Ocean Park

Diebenkorn . Ocean Horizon

Diebenkorn . Ocean Horizon

Summer is approaching! But in my case, it is not heralded by garden lunches and first chilly water dips per se. A more reliable announcement is made probably by the long pauzes I spent this week returning time and again to the painting by Richard Diebenkorn above. Perhaps it represents some abstract longing for what is soon to come: holidays. Indeed, seizing on the series’ title,Ocean Park (#79), it fills me with the sensation of distance and dullness of holidays. It is a resolutely concrete projection – too concrete perhaps – for the abstract geometric image that it is.

Or not. Because the image seems to be only a further step of abstraction removed from another painting by Diebenkorn’s hand.Ocean Horizon frames a similar view on the ocean, albeit a more figurative scene. There’s a cup of coffee, there are flowers and there are the electricity lines running towards the beach. But the sea is the same, and that is what matters. Both paintings do take an opposite vantage point: from the beach house onto the sea, and from the sea onto the sandy coast.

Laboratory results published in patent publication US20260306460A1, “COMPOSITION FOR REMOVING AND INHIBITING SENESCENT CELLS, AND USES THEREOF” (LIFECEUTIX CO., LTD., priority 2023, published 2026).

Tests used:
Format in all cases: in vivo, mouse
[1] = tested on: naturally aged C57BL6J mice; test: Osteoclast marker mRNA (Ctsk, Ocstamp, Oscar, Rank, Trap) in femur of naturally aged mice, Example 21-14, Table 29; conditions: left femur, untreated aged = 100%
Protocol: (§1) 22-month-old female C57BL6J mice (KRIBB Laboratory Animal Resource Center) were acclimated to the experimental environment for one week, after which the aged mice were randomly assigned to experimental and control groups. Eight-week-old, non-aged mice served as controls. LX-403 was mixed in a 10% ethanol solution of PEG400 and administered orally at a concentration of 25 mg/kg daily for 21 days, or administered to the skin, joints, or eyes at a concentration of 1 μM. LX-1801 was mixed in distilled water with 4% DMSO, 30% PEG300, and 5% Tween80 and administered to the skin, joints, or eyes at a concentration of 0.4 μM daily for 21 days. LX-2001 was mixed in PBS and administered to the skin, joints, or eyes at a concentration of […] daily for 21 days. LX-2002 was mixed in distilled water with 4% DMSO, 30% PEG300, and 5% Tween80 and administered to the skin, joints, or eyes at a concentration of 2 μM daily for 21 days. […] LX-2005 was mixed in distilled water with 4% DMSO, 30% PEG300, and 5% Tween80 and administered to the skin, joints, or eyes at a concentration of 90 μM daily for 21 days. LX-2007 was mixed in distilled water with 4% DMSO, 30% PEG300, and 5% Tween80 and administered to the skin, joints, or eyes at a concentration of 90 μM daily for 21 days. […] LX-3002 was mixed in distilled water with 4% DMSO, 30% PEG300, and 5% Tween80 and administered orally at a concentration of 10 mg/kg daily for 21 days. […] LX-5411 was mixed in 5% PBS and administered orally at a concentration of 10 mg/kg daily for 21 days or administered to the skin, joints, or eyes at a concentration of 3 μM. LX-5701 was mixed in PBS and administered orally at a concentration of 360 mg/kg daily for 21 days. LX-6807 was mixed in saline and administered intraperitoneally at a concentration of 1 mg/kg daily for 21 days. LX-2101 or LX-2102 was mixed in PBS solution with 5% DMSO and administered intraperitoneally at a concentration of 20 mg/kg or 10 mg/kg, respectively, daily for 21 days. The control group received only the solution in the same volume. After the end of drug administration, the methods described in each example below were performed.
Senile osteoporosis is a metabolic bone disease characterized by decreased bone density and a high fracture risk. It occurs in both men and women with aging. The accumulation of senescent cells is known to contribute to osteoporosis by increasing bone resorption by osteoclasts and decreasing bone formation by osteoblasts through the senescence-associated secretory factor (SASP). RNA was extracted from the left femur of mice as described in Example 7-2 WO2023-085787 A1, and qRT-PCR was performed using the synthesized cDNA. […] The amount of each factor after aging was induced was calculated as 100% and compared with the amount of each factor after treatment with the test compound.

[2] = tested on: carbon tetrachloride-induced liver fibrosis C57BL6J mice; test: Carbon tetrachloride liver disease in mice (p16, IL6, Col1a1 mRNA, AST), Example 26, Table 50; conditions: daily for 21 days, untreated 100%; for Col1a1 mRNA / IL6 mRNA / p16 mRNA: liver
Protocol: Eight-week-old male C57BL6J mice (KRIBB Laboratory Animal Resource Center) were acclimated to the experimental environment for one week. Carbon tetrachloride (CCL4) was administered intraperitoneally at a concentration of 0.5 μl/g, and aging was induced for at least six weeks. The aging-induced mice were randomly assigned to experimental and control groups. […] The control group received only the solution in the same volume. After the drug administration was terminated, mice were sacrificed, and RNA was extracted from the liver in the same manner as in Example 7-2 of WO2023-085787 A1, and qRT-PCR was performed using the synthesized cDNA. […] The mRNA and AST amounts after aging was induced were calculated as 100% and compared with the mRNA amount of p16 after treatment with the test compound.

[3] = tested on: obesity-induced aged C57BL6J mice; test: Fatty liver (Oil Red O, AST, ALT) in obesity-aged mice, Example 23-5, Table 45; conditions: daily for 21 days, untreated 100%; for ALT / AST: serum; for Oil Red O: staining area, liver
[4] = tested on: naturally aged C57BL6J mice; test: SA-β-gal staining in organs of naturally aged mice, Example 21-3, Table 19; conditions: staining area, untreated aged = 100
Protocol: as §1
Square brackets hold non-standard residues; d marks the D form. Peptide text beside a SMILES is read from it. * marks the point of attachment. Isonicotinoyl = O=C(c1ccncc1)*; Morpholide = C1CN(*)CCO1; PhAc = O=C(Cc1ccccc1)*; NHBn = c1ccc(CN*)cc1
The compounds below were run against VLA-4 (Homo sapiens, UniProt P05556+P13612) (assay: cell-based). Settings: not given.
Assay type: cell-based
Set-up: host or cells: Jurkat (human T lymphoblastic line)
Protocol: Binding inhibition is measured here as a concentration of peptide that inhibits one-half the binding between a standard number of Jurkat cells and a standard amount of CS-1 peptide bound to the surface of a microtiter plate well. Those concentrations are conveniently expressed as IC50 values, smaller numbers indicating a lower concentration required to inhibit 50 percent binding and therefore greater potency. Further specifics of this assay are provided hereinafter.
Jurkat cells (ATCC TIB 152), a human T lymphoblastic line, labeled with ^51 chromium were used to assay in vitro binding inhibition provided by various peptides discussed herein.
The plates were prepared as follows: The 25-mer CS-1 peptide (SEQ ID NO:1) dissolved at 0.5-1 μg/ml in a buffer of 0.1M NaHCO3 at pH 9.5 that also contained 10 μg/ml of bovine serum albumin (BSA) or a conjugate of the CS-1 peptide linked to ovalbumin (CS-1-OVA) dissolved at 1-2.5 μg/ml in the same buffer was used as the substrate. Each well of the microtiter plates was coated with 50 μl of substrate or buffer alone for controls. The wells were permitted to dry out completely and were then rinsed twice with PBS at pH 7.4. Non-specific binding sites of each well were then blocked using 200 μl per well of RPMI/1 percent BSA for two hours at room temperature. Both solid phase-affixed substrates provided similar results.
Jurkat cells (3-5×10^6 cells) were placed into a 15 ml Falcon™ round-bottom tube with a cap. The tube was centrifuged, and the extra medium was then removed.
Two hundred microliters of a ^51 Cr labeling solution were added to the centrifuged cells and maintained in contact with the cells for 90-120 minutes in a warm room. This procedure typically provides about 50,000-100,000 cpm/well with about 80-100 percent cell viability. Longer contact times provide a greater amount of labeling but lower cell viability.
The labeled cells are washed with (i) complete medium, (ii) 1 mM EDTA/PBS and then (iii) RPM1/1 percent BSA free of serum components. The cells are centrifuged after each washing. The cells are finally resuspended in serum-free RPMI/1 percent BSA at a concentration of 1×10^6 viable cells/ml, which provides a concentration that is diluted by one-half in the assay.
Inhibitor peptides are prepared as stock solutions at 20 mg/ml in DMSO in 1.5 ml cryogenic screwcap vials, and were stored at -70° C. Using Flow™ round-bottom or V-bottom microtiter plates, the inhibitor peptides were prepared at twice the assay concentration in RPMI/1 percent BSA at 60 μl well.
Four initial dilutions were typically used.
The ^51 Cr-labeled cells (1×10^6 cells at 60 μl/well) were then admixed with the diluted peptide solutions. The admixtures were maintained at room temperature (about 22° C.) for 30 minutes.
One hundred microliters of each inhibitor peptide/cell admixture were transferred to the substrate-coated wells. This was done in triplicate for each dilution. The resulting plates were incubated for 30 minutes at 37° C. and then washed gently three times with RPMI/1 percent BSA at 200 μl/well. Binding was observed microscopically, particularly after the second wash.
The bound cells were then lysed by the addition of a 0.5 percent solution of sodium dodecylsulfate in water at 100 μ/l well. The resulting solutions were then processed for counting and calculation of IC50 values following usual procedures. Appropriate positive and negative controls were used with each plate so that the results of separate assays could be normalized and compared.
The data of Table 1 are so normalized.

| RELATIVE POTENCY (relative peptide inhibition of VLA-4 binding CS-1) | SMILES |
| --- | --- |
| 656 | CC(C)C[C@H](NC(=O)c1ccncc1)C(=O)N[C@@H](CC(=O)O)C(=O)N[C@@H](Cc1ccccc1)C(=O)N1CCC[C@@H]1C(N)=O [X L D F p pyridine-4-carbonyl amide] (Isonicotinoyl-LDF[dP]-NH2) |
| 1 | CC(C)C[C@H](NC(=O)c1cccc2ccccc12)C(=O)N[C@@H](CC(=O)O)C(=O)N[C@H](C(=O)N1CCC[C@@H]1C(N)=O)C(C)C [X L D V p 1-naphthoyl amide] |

Diebenkorn . Ocean Park 79

Diebenkorn . Ocean Park 79

But their view on the ocean is comparable. This is not the wild, unreliable mass, a source of the sublime for so many other artists. Instead, it is flat, geometrically controlled, domesticated, yet enticing. It is the ocean as it is on a day that nothing happens, and nothing has to happen. But it is also the ocean that one sees from a distance, the moment one anticipates when reaching the peaks of the dunes, before descending onto the beach. It is a sensation one tends to forget about in the cycle of seasons, but one that has just now re-surfaced:  the anticipation of the dulness of summer, and a flat, empty sea.

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